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    @PVAL-inactive I did not say never shove for bluff. This is getting off track. Shutting down. – paparazzo Oct 17 '17 at 17:25
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On the one hand you had the third best starting Hand in Poker No Limit Hold'em. That makes me feel that you did nothing wrong here.

But on the other hand whenever I got 4 bettet and I hold Queens and I called. I was up agains Aces or Kings and I lost my hand.

If you are not sure about the players, I would really recommend a fold in that situation. I mean you invested 6 BB's from your 40 and you would still be above average and you could wait for better spots.

In some rare cases the 4 bet could be Ace King, in this case you would have a flip, which is not ideal as well. Jacks for example are just one rank behind Queens and it feels so easy to fold Jacks in this situation, so why not fold Queens?

I know a lot of player would disagree with me here, but my experience tells me, a fold is right. Statistics probably would go for a push/call here.

2

Think for a moment that you were in this guy's with KK position and you see an early loose bet and a 3-bet. With what ranges are you going all in with? An average player would say something like:

AA,KK,QQ,JJ,TT, sometimes 99
AK, AQ, maybe AJs
KQs once in a while

If you compare this average range, with your QQ, you are definitely justified to call. In fact, it looks pretty standard.

Edit 1: Mathematical Approach:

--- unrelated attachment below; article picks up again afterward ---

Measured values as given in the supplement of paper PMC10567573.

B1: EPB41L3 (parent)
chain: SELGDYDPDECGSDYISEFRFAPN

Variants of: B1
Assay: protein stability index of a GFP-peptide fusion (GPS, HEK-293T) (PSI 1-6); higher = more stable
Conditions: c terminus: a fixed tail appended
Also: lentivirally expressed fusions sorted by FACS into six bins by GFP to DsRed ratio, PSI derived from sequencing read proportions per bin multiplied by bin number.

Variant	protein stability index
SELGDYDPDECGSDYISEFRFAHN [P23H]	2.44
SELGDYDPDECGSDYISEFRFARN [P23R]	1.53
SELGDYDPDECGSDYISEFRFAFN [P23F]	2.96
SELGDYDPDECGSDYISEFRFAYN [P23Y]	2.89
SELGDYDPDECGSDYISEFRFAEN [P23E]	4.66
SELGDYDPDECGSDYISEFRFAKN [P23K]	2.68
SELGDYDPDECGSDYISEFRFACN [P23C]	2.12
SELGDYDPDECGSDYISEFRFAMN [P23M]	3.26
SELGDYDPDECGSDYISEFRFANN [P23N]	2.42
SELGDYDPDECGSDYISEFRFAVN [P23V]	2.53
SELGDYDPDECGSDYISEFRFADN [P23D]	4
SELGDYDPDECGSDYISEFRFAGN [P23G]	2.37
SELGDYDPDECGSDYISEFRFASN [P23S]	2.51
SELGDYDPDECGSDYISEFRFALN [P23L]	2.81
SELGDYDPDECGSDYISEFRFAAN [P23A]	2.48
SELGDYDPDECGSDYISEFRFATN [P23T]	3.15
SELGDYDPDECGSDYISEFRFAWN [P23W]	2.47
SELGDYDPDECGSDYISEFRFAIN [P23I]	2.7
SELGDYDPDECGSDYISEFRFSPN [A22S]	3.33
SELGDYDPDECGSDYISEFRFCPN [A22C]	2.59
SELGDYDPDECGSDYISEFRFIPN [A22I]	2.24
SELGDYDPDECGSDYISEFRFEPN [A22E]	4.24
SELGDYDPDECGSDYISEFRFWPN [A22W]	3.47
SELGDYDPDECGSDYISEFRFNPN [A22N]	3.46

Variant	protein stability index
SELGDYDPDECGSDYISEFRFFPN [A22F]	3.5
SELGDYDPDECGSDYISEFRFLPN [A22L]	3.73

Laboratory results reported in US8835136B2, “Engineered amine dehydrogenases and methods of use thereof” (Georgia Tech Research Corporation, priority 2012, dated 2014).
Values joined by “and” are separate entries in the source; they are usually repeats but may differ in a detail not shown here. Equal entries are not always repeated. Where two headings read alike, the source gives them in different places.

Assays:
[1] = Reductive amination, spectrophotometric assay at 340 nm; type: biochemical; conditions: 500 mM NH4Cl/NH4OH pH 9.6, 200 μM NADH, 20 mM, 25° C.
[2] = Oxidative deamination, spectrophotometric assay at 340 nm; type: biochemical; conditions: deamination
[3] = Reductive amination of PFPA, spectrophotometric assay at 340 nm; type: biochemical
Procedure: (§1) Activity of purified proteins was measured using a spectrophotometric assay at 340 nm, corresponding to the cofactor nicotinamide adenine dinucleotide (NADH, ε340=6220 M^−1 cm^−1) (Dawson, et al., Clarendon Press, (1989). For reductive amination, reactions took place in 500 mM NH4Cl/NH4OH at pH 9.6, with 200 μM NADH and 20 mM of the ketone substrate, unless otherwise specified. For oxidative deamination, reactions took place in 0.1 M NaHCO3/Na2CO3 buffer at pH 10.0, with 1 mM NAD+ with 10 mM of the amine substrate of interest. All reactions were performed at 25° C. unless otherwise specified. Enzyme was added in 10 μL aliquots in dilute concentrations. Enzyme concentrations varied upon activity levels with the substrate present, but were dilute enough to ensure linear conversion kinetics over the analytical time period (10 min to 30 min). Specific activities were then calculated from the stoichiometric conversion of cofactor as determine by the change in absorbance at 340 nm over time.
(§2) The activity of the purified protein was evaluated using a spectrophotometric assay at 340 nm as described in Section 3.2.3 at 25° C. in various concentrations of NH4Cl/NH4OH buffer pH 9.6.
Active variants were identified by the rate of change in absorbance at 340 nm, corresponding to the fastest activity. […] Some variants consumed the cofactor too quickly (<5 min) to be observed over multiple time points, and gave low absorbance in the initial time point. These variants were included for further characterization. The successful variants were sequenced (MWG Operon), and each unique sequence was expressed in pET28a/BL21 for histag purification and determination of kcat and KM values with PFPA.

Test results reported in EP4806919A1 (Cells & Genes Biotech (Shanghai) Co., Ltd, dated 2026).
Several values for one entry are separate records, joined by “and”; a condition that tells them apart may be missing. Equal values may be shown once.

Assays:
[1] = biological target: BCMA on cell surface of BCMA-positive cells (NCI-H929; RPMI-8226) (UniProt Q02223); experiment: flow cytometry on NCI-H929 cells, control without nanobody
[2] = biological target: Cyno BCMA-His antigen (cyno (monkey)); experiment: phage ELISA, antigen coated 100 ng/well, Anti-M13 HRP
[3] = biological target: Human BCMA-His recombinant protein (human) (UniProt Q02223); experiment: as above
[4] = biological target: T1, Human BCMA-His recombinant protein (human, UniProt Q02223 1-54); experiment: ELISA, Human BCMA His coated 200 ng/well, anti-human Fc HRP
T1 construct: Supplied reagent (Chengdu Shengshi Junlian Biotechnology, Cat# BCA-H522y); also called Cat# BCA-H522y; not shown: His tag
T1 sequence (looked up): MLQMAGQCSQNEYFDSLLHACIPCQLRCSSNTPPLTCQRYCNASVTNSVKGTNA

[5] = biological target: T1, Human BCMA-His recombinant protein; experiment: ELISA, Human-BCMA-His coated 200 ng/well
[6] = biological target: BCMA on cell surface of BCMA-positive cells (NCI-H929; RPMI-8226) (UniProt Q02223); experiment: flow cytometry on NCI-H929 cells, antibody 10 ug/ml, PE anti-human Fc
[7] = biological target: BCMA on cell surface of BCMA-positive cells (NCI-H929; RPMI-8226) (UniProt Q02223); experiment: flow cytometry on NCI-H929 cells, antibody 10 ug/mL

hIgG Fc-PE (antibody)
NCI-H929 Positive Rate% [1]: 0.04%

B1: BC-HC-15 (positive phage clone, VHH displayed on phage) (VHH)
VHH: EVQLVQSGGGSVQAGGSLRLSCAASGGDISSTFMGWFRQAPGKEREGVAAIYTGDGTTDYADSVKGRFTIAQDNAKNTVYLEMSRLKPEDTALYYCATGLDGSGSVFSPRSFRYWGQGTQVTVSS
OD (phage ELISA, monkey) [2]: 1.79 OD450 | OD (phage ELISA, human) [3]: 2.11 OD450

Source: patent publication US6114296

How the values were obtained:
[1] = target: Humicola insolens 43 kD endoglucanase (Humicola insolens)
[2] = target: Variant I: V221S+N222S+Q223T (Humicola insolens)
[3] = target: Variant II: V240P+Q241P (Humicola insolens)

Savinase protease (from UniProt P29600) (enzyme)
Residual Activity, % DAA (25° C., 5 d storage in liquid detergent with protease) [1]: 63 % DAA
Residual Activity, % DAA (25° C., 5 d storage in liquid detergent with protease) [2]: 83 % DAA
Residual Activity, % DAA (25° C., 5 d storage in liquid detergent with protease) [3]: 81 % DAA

-- Estimated Opp Range: TT+,9d9h,9d9s,9h9s,AQs+,AcJc,AsJs,KsQs,AQo+
(I assumed he shoves 50% of the times with 99, 50% of the times with AJs and 25% of the times with KQs)
-- Me: QQ
--> My Estimated Equity=57%

That makes the call profitable regardless of stacks (since it is > 50%)

Edit 2: Estimated Calling Range For Me

I need to call 24BB to get a total of 24+6(my original)+30(the Opps)+3(initial bettor)+2(blinds/antes assumption), thus I need an equity of 24/65=0.37

An example of a range with 37% equity against the assumed initial could be this one: 55+,33,A2s+,KJs+,A8o+,KJo+

  • Great answer. It really depends on the opponent, but usually 30BB deep against the average joe, it is indeed standard. – Raymond Timmermans Oct 17 '17 at 10:58
  • let's see the math behind your evaluation. 6 out of 10 spots you are ahead. I the 10 I counted 99 and KQ in. Which I don't agree with Anyway In the end phase of a tournament the payjumps are ridiculous and you had only 6 BB's in. Better fold and stay above average than risking a 60 / 40 Situation if it is even 40/60... – RayofCommand Oct 17 '17 at 12:39
  • Thanks for the comments, I have updated/edited the answer to cover them all – koita_pisw_sou Oct 17 '17 at 13:10
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In this particular situation a fold would be totally ok. Calling someone's all-in with QQ is never quite comfortable, unless you are big stack. You could go all-in after the loose player raised, but then it would end up the same way. But as you actually had a chance to fold after the new guy shoved, you should have done it, as he shoved after two (!) players raised and reraised, so he was obviously not afraid of having two opponents of his stack-size in this hand. I don't think someone holding AK, AQ or JJ would do that.